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"Cu plating -- HCl instead of Vinegar?"



I recently began experimenting with copper electroplating. I have semi successfully done so with vinegar and very low voltage over a long period of time and occasionally wiping the object to be plated. I'm wondering if it's possible to use HCl instead of vinegar and if so, is there any change to the voltage/amperage? Also, does the distance between the anode and cathode have any effect on the finished product? I am fully aware of the dangers of using HCl since I've been etching my own PC boards for some time using a mixture of HCl and H2O2. The addition of the H2O2 speeds-up the etching process by many times but I assume that it wouldn't necessarily help in the plating process since it may increase the amount of hydrogen buildup on the cathode. Am I correct?

Thanks in advance.

Tom Hale
Electrical Engineer - McAllen, Texas, U.S.A.


Hi Tom. Vinegar is for school demos of the principles of electroplating, it's an impractical electrolyte to actually do much with, but so is HCl. Regardless of other things you know, you probably shouldn't experiment with electroplating electrolytes stronger than vinegar unless you have a plating book on hand to review. The Metal Finishing Guidebook is an inexpensive and readily available one, and is even available on line for free . . . and you'll see that sulfuric acid is probably a better bet than HCl.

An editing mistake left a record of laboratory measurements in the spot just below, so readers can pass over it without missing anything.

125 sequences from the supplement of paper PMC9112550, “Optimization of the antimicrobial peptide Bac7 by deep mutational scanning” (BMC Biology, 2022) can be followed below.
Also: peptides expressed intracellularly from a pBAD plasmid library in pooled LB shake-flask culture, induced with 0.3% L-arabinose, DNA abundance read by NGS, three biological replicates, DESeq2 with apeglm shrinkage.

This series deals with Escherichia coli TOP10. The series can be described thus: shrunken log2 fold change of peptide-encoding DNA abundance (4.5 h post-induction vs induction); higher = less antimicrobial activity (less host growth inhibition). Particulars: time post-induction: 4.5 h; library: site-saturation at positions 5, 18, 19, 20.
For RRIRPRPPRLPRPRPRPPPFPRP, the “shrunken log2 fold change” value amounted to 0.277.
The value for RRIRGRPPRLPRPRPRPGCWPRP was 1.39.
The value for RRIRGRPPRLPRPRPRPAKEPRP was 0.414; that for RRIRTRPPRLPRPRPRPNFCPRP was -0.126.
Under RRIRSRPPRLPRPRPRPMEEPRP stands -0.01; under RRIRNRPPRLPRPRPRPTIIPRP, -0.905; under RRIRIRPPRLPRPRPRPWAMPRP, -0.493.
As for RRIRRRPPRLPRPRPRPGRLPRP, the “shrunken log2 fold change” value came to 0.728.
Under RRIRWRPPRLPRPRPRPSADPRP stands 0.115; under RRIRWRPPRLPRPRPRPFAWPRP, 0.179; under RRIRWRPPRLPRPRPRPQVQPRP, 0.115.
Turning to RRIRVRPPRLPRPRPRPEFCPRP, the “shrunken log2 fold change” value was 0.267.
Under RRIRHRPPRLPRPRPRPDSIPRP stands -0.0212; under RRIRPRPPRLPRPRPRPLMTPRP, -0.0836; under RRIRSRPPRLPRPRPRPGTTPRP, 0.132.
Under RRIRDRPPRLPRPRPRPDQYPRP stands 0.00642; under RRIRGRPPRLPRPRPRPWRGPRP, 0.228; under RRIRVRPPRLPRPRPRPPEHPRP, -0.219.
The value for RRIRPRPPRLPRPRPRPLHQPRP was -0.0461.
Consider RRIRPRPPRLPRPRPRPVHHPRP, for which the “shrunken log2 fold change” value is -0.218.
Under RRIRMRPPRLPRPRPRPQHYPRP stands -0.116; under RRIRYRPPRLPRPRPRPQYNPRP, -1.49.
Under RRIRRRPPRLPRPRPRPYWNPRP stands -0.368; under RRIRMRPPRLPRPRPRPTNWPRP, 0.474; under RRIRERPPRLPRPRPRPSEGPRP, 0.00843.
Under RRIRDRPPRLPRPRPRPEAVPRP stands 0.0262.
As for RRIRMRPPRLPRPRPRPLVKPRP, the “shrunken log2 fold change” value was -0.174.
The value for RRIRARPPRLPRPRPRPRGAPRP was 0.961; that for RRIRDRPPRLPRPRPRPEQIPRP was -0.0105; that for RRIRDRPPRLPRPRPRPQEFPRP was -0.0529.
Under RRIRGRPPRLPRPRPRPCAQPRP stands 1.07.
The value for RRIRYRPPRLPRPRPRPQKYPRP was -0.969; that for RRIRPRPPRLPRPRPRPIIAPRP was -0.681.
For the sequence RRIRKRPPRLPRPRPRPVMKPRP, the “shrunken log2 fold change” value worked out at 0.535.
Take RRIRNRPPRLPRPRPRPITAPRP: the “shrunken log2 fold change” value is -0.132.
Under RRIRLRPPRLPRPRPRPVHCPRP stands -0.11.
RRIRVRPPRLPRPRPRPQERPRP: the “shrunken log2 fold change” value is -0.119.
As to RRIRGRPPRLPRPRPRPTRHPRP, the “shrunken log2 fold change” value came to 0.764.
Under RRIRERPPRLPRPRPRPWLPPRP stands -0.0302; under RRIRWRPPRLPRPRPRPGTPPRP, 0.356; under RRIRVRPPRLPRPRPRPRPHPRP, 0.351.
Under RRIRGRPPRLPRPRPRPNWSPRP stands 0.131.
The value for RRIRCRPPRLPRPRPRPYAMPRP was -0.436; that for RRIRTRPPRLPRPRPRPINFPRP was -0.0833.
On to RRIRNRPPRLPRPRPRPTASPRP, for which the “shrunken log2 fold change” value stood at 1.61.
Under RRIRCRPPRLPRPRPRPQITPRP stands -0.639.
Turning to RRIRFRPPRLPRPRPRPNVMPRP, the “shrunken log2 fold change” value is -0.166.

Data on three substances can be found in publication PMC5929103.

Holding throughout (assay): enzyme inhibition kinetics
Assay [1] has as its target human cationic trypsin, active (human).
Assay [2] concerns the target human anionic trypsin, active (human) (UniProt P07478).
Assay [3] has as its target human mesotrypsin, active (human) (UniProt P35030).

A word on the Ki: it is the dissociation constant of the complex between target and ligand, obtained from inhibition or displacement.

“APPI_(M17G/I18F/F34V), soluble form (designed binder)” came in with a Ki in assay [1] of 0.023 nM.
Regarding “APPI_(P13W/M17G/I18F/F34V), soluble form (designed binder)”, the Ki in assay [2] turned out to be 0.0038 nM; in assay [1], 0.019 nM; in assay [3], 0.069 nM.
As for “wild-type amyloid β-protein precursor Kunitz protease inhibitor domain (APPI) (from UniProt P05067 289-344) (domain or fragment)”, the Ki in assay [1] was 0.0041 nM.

Closer anode to cathode spacing reduces solution resistance and therefore decreases required voltage. Electroplating is a reduction process and peroxide is a powerful oxidizing agent, that really isn't compatible with it. Good luck!

Ted Mooney, finishing.com
Ted Mooney, P.E.
Striving to live Aloha
finishing.com - Pine Beach, New Jersey


Hello Ted, thanks for your response. I just wanted to add to this thread the results of my experimentation of using HCl to plate copper onto just about any metal. First of all, the results absolutely stunned me and exceeded my expectations! As I said before, I've been using HCl to etch my printed circuit boards for some time now so essentially, all I did was to turn my etching tank into a plating tank by adding anode/cathode. I'm using my workbench power supply to supply about 2 to 3 volts with a resistor in series to keep the current down to well below 100 mA. By now, I've plated several objects in a matter of minutes but it's important to "shake" the cathode to release the air bubbles which form after a short time. I also tried this on a couple of quarters and nickels. The result was a smooth, very shiny deposition of copper onto the coins without the use of brighteners, levelers, or any other additives. I wish I had a digital camera so that I could illustrate the results. If you have any questions or comments, feel free to contact me.

Thanks again

Tom Hale
Electrical Engineer - McAllen, Texas

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